Way Back Wednesday: Celebrating 75 Years of Caldecott Medals

05.08.13
little-island-the

05.08.13 • 8:12 am EDT | 0 responses |

The Little Island

By Margaret Wise Brown, illustrated by Leonard Weisgard

 

I love classic picture books and since 2013 is the 75th Anniversary of the Caldecott, I’ve been featuring winners from 1938 to the present at the Snuggery. It’s been a journey of discovery, delight and finding out the dimension of talent both then and now in the area of picture books. We are so fortunate to have this trove of talent to read for the first time or the fiftieth with and to children, enriching and enlivening their imaginations. To introduce young readers who are so hungry and deserving of the best this genre has to offer as they begin the grand adventure of reading for diversion and knowledge, is a joy.

And so, my latest gem that I am featuring won in 1947 and rightly so. It reminded me in some ways of a book written years later by Robert McCloskey, called “Time of Wonder”. His book centered on a summer lived by a family on an island in the Penobscot Bay area. It too has a delicate feel of the lazy and unencumbered passage of time in summer, how each day invites discovery and has a newness that brings excitement found in the ordinary. It celebrates the repetitive cyclic beauty of nature we often take for granted, the routine of one day following another that is, in itself, a gift and not merely an endless parade of days. The light and water can change in a single day as can the weather, as can we,

In “The Little Island”, Margaret Wise Brown of “Good Night, Moon” fame introduces the young reader to a tiny island existing in the middle of the ocean and it too has a delicious routine all its own, of birds flying overhead, tides rising and falling, fogs passing through and fish that swim in its shadow. It is spring and the island is filled with new life in the form of seals scaling sunny rocks, lobsters hiding under rocky ledges in order to shed their shells, flowers with chuckleberry (no, I’ve never heard of them either) blossoms and a single pear tree. Gulls scream overhead, kingfishers build nests and strawberries grow wild with a backdrop of white sailboats skimming nearby.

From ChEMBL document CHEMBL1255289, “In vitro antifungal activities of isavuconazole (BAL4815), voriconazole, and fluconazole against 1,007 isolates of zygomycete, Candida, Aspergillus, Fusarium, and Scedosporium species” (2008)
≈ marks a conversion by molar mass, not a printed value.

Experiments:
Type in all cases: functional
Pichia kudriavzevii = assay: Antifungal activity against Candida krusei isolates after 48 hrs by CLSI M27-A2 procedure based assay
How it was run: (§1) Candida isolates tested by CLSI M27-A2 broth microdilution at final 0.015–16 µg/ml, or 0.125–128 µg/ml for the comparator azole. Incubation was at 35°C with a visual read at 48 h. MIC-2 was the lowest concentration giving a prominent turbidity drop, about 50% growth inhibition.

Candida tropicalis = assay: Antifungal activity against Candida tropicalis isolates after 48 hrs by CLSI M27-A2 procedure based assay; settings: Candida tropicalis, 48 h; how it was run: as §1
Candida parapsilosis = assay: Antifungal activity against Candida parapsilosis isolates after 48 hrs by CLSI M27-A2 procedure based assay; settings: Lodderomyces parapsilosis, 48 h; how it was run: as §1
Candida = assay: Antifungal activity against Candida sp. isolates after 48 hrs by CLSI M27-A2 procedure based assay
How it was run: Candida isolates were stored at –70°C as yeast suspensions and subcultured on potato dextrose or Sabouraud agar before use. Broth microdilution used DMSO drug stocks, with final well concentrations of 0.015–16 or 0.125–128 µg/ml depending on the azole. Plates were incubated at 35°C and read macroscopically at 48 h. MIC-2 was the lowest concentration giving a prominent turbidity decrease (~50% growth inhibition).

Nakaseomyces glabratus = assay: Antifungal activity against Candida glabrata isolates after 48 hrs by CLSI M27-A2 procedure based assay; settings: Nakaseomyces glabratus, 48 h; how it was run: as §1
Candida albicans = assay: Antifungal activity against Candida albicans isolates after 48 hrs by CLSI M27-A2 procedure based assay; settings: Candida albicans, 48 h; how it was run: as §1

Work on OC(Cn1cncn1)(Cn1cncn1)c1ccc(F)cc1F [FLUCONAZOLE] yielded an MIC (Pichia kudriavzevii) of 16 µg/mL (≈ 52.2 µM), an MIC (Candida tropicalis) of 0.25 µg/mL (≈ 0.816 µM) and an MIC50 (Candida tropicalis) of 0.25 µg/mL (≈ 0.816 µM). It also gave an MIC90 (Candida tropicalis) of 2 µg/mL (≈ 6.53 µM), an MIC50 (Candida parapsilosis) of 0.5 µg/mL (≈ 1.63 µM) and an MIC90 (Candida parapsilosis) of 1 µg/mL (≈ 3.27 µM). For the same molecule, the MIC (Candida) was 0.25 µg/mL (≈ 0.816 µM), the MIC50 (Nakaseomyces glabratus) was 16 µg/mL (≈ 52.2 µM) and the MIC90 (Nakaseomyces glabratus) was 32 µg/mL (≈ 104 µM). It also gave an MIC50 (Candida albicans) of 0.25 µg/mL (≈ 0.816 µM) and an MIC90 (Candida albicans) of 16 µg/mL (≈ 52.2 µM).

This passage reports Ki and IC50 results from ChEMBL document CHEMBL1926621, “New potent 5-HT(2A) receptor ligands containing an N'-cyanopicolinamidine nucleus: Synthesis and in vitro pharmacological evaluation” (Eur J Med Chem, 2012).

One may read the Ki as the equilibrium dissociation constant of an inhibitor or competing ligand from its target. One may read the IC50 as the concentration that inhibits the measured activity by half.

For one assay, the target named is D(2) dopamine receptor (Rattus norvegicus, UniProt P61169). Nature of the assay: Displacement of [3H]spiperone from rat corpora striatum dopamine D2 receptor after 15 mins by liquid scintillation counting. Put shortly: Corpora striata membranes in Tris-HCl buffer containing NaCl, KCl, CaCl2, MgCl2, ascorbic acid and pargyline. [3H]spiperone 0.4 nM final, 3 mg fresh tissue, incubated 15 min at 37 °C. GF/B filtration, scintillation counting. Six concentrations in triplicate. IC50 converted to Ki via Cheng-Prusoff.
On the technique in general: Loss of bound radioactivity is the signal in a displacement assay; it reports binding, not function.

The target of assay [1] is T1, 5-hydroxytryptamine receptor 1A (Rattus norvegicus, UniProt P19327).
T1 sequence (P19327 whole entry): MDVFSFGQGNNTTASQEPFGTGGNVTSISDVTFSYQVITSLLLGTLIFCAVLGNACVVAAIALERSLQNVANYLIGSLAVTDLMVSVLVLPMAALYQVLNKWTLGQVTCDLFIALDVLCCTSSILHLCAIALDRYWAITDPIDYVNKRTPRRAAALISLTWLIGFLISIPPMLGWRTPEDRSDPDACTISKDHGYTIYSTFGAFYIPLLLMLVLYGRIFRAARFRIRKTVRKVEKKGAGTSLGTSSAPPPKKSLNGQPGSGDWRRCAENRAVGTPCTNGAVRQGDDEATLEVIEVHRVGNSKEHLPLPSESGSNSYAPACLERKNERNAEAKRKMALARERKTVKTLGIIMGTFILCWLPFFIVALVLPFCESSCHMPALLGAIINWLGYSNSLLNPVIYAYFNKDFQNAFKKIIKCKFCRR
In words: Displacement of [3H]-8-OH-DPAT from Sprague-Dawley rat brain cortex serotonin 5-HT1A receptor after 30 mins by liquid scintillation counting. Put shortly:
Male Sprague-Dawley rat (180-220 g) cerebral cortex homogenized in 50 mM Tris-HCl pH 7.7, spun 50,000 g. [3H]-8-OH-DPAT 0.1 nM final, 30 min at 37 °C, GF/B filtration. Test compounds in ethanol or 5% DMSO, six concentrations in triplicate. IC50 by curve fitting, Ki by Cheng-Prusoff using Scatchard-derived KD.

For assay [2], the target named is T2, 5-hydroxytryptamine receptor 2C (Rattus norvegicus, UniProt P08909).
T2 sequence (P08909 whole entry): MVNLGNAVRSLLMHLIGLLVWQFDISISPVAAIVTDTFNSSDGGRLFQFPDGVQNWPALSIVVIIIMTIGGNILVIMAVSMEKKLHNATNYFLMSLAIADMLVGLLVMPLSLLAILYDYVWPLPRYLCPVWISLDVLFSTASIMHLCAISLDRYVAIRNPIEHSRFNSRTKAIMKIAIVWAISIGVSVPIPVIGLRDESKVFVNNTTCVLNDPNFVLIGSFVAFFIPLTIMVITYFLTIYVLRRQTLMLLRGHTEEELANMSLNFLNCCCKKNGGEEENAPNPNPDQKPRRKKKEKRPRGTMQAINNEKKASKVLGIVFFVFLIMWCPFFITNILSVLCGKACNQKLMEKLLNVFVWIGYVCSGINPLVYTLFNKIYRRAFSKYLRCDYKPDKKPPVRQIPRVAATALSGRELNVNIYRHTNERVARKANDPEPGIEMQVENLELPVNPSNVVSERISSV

Then my favorite part of the story occurs. A kitten sails on to the island aboard one of the boats. A sort of philosophical conversation occurs between the island and the small black kitten. They discuss what makes something big or little as relates to islands and kittens.

The island insists that it is PART or CONNECTED to the big world. Nope, says the kitten. You’re cut off and isolated. The island has a quick comeback, “Ask any fish.” The kitten proceeds to catch a fish and ask, “How is an Island a part of the land?” The fish wants to SHOW the kitten proof. And here is the interesting part. The kitten demands another way to know and the fish has a simple one-word reply. “Faith.” What’s that?” asks the kitten. The author answers this question through the fish, with a simple, yet direct response. “To believe what I tell you about what you don’t know.”

UNDER THE SEA, THE LAND IS ONE LAND. The kitten is thrilled with this secret and believes. And with that he sails away into a setting sun.

With that the life and seasons of the Island continues through autumn and winter.

 

 “It was good to be a little Island.

 A part of the world

 and a world of its own

 all surrounded by the bright blue sea.”

 

What simple truths Ms Wise Brown is able to relate to children in her Caldecott Award winning book; a truth to be believed whether of islands or of people. Kids will get the connection. In the hurly burly of today’s living, it is well for young readers to reconnect with the all-important intangibles that make life worthwhile. Whether it’s love, friendship, loyalty, kindness, selflessness or a host of others – all that’s required is the connection! Ms. Wise Brown’s middle name is very telling. Enjoy this beauty with your child.

 

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